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Finocchio
Southernwood
(archangelica Officinalis Hoffm)
And There Is Pansies That's For Thoughts
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Poppy
Bluebell (wild Hyacinth)
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Least Viewed Herbs

Finocchio
Southernwood
(archangelica Officinalis Hoffm)
And There Is Pansies That's For Thoughts
Acorn
Poppy
Bluebell (wild Hyacinth)
Asparagus
House Leek (crassulaceoe)
Anemone (wood)



Angelica








(Archangelica officinalis, Hoffm.)

a biennial or perennial herb of the natural order Umbelliferae, so called from its supposed
medicinal qualities. It is believed to be a native of Syria, from
whence it has spread to many cool European climates, especially Lapland
and the Alps, where it has become naturalized.


Description. Its roots are long, spindle-shaped, fleshy, and sometimes
weigh three pounds; its stems stout, herbaceous, fluted, often more than
4 feet tall, and hollow; its leaves long-stalked, frequently 3 feet in
length, reddish purple at the clasping bases, and composed, in the
larger ones, of numerous small leaflets, in three principal groups,
which are each subdivided into three lesser groups; its flowers
yellowish or greenish, small and numerous, in large roundish umbels; its
seeds pale yellow, membranous-edged, oblong flattened on one side,
convex on the other, which is marked with three conspicuous ribs.

Cultivation. Since the seeds lose their vitality rapidly, rarely being
viable after the first year, they should be sown as soon as ripe in late
summer or early autumn, or not later than the following spring after
having been kept during the winter in a cold storeroom. The soil should
be moderately rich, rather light, deep, well drained, but moist and well
supplied with humus. It should be deeply prepared and kept loose and
open as long as tools can be used among the plants, which may be left to
care for themselves as soon as they shade the ground well.

In the autumn, the seeds may be sown where the plants are to remain or
preferably in a nursery bed, which usually does not need protection
during the winter. In the spring a mild hotbed, a cold frame or a
nursery bed in the garden may be used, according to the earliness of
planting. Half an inch is deep enough to cover the seeds. The seedlings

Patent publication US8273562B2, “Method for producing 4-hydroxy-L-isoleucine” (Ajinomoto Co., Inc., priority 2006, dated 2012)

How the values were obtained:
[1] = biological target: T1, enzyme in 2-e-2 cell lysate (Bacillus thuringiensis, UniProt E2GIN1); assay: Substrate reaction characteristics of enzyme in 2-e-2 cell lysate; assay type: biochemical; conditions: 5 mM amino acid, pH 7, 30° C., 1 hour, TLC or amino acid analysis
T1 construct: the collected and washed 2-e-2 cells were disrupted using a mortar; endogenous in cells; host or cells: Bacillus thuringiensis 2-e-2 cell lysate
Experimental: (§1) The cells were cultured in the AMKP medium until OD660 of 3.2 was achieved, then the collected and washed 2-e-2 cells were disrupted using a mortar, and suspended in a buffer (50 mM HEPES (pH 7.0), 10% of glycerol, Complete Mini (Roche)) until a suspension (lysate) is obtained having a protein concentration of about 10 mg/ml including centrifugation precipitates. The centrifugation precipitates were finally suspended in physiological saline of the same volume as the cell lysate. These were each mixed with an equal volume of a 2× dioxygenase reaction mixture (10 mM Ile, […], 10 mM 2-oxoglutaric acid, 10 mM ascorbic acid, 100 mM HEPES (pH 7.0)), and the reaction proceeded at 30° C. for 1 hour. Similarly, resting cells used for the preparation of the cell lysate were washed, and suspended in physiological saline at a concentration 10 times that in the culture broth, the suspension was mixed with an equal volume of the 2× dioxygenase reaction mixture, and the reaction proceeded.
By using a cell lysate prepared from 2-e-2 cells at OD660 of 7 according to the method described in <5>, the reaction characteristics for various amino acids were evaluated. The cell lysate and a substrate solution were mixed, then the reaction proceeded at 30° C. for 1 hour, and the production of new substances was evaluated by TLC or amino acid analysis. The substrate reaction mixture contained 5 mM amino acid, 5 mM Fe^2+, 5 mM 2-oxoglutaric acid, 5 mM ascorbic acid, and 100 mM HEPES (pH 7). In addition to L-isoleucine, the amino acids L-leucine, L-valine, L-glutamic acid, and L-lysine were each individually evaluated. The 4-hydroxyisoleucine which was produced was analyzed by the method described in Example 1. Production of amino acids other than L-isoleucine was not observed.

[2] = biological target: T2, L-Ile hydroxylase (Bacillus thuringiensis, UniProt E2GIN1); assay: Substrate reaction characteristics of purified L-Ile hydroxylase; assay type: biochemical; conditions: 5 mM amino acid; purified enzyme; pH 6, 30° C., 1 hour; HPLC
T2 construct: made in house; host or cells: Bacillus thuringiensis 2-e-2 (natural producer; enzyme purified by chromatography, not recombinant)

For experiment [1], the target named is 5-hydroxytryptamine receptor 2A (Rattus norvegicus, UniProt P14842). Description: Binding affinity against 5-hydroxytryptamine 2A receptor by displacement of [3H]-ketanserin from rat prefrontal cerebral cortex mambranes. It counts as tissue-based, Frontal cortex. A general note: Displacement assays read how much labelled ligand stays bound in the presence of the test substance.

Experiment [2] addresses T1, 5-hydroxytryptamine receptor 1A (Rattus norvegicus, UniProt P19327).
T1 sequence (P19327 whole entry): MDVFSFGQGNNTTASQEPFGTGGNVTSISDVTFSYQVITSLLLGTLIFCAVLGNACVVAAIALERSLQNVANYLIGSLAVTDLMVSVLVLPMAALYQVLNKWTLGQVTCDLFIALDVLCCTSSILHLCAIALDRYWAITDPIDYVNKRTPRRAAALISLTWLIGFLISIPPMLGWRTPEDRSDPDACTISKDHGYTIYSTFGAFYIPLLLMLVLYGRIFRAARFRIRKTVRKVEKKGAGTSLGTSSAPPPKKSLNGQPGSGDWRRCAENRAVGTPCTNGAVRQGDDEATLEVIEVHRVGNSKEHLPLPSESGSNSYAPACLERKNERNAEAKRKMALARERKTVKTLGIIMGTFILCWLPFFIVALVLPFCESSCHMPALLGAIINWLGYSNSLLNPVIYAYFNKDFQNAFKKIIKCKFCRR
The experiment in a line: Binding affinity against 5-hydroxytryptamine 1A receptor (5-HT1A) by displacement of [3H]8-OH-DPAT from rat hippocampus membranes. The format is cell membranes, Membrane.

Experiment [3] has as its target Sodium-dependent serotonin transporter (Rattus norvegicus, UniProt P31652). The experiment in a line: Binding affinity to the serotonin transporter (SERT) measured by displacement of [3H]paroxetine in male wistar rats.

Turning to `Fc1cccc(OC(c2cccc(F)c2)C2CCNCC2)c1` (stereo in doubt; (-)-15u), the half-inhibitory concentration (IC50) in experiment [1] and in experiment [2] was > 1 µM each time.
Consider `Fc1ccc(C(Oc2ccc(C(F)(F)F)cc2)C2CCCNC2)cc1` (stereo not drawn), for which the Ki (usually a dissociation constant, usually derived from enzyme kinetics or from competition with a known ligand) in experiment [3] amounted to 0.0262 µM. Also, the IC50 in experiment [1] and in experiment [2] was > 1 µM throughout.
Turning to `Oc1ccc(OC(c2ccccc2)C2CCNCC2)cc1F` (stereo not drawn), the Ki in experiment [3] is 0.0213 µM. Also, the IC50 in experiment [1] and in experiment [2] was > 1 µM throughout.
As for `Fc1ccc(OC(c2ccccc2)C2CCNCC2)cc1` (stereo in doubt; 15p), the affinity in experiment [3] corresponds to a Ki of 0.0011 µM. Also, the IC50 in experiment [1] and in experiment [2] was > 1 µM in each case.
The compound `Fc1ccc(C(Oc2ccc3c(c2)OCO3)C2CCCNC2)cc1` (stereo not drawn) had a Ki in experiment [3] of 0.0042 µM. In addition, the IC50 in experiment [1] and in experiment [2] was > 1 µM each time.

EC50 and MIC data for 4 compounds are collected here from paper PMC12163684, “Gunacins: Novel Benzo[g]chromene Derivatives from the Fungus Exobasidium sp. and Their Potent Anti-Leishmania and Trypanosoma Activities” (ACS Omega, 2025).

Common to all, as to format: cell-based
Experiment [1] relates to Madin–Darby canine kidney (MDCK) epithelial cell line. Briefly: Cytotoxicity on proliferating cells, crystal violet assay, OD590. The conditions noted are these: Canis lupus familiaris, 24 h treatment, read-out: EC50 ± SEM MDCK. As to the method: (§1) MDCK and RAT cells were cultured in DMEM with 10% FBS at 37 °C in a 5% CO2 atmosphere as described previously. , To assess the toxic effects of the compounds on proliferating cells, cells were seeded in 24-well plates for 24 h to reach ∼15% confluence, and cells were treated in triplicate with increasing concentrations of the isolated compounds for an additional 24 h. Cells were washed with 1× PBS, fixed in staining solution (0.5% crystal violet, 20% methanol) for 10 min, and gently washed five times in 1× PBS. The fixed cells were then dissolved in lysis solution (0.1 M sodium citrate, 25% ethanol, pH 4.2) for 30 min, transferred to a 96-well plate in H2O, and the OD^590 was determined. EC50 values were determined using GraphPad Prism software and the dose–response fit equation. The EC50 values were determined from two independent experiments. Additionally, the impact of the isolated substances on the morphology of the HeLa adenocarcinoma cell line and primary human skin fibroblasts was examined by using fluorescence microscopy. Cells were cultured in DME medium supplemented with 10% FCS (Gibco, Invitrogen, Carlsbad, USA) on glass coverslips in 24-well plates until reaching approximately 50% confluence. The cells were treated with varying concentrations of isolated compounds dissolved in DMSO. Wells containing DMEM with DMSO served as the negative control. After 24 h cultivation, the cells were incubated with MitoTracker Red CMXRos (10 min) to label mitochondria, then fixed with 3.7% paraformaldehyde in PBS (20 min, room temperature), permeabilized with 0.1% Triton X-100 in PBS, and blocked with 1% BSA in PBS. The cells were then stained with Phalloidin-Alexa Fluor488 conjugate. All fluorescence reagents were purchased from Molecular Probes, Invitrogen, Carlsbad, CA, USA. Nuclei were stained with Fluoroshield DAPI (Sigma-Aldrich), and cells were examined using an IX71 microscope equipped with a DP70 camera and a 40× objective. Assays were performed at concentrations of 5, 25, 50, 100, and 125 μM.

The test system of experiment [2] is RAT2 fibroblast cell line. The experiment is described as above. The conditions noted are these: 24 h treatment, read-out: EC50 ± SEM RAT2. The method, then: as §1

should be transplanted when still small for their first summer's growth,
a space of about 18 inches being allowed between them. In the autumn
they should be removed to permanent quarters, the plants being set 3
feet apart.

If well grown, the leaves may be cut for use during the summer after
transplanting; the plants may not, however, produce seed until the
following season. Unless seed is desired, the tops should be cut and
destroyed at or before flowering time, because, if this be not done, the
garden is apt to become overrun with angelica seedlings. If the seeds
are wanted, they should be gathered and treated as indicated on page 28.
After producing seed, the plants frequently die; but by cutting down the
tops when the flower heads first appear, and thus preventing the
formation of seed, the plants may continue for several years longer.

Uses. The stems and leaf stalks, while still succulent, are eaten as a
salad or are roasted or boiled like potatoes. In Europe, they are
frequently employed as a garnish or as an adjunct to dishes of meat and
fish. They are also largely used for making candied angelica. (See
below.) Formerly the stems were blanched like celery and were very
popular as a vegetable; now they are little used in the United States.
The tender leaves are often boiled and eaten as a substitute for
spinach. Less in America than in Europe, the seeds, which, like other
parts of the plant, are aromatic and bitterish, are used for flavoring
various beverages, cakes, and candies, especially "comfits." Oil of
angelica is obtained from the seeds by distillation with steam or
boiling water, the vapor being condensed and the oil separated by
gravity. It is also obtained in smaller quantity from the roots, 200
pounds of which, it is said, yield only about one pound of the oil. Like
the seeds, the oil is used for flavoring.

Angelica candied. Green says: The fresh roots, the tender stems, the
leaf stalks and the midribs of the leaves make a pleasing aromatic
candy. When fresh gathered the plant is rather too bitter for use. This
flavor may be reduced by boiling. The parts should first be sliced
lengthwise, to remove the pith. The length of time will depend somewhat
upon the thickness of the pieces. A few minutes is usually sufficient.
After removal and draining the pieces are put in a syrup of granulated
sugar and boiled till full candy density is reached. The kettle is then
removed from the fire and the contents allowed to cool. When almost cold
the pieces are to be taken out and allowed to dry.





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